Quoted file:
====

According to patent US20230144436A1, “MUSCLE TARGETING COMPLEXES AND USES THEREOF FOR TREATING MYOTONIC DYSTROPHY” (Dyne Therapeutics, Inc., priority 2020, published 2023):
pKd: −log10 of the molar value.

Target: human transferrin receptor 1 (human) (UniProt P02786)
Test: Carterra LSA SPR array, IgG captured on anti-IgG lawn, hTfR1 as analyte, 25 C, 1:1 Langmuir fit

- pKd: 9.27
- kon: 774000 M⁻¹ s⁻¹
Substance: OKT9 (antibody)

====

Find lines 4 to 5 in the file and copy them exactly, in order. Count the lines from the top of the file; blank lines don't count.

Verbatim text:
Test: Carterra LSA SPR array, IgG captured on anti-IgG lawn, hTfR1 as analyte, 25 C, 1:1 Langmuir fit

- pKd: 9.27